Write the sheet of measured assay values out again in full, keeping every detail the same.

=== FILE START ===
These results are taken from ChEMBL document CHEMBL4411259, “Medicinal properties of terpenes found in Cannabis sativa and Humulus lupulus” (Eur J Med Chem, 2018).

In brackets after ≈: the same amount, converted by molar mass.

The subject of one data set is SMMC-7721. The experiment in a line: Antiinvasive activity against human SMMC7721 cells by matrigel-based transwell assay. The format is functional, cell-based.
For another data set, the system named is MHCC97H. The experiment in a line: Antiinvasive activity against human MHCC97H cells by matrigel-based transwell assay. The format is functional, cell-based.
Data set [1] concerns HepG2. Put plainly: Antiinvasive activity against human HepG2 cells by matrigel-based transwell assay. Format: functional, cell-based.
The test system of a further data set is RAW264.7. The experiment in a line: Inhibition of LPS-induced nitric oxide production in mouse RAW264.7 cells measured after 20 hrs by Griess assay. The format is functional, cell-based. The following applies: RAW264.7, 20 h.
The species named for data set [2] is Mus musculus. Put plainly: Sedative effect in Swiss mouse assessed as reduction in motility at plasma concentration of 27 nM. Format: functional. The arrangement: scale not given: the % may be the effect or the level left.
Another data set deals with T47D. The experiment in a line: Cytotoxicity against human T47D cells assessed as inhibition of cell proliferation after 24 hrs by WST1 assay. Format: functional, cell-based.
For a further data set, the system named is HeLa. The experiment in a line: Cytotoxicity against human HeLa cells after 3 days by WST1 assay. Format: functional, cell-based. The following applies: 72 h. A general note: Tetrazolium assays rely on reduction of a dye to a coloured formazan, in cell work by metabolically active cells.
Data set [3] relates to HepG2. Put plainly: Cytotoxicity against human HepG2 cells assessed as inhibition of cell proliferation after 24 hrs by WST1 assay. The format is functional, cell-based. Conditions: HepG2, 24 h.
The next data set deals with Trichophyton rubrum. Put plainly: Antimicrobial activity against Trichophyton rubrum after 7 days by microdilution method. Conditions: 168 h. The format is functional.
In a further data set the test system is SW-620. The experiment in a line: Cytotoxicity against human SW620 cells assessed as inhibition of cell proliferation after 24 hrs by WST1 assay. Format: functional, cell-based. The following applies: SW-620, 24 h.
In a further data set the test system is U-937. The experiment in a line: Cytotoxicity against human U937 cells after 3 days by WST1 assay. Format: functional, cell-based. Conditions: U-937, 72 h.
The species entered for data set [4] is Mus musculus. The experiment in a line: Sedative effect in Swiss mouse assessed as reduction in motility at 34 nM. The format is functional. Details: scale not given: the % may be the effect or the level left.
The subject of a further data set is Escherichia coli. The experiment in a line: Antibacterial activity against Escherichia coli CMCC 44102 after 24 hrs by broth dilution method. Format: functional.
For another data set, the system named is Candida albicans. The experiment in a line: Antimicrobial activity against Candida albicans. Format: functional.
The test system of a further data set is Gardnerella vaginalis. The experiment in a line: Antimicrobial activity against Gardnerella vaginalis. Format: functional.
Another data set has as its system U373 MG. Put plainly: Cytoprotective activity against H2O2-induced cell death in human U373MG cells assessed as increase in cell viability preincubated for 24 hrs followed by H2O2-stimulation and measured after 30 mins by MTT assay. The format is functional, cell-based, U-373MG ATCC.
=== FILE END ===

These results are taken from ChEMBL document CHEMBL4411259, “Medicinal properties of terpenes found in Cannabis sativa and Humulus lupulus” (Eur J Med Chem, 2018).

In brackets after ≈: the same amount, converted by molar mass.

The subject of one data set is SMMC-7721. The experiment in a line: Antiinvasive activity against human SMMC7721 cells by matrigel-based transwell assay. The format is functional, cell-based.
For another data set, the system named is MHCC97H. The experiment in a line: Antiinvasive activity against human MHCC97H cells by matrigel-based transwell assay. The format is functional, cell-based.
Data set [1] concerns HepG2. Put plainly: Antiinvasive activity against human HepG2 cells by matrigel-based transwell assay. Format: functional, cell-based.
The test system of a further data set is RAW264.7. The experiment in a line: Inhibition of LPS-induced nitric oxide production in mouse RAW264.7 cells measured after 20 hrs by Griess assay. The format is functional, cell-based. The following applies: RAW264.7, 20 h.
The species named for data set [2] is Mus musculus. Put plainly: Sedative effect in Swiss mouse assessed as reduction in motility at plasma concentration of 27 nM. Format: functional. The arrangement: scale not given: the % may be the effect or the level left.
Another data set deals with T47D. The experiment in a line: Cytotoxicity against human T47D cells assessed as inhibition of cell proliferation after 24 hrs by WST1 assay. Format: functional, cell-based.
For a further data set, the system named is HeLa. The experiment in a line: Cytotoxicity against human HeLa cells after 3 days by WST1 assay. Format: functional, cell-based. The following applies: 72 h. A general note: Tetrazolium assays rely on reduction of a dye to a coloured formazan, in cell work by metabolically active cells.
Data set [3] relates to HepG2. Put plainly: Cytotoxicity against human HepG2 cells assessed as inhibition of cell proliferation after 24 hrs by WST1 assay. The format is functional, cell-based. Conditions: HepG2, 24 h.
The next data set deals with Trichophyton rubrum. Put plainly: Antimicrobial activity against Trichophyton rubrum after 7 days by microdilution method. Conditions: 168 h. The format is functional.
In a further data set the test system is SW-620. The experiment in a line: Cytotoxicity against human SW620 cells assessed as inhibition of cell proliferation after 24 hrs by WST1 assay. Format: functional, cell-based. The following applies: SW-620, 24 h.
In a further data set the test system is U-937. The experiment in a line: Cytotoxicity against human U937 cells after 3 days by WST1 assay. Format: functional, cell-based. Conditions: U-937, 72 h.
The species entered for data set [4] is Mus musculus. The experiment in a line: Sedative effect in Swiss mouse assessed as reduction in motility at 34 nM. The format is functional. Details: scale not given: the % may be the effect or the level left.
The subject of a further data set is Escherichia coli. The experiment in a line: Antibacterial activity against Escherichia coli CMCC 44102 after 24 hrs by broth dilution method. Format: functional.
For another data set, the system named is Candida albicans. The experiment in a line: Antimicrobial activity against Candida albicans. Format: functional.
The test system of a further data set is Gardnerella vaginalis. The experiment in a line: Antimicrobial activity against Gardnerella vaginalis. Format: functional.
Another data set has as its system U373 MG. Put plainly: Cytoprotective activity against H2O2-induced cell death in human U373MG cells assessed as increase in cell viability preincubated for 24 hrs followed by H2O2-stimulation and measured after 30 mins by MTT assay. The format is functional, cell-based, U-373MG ATCC.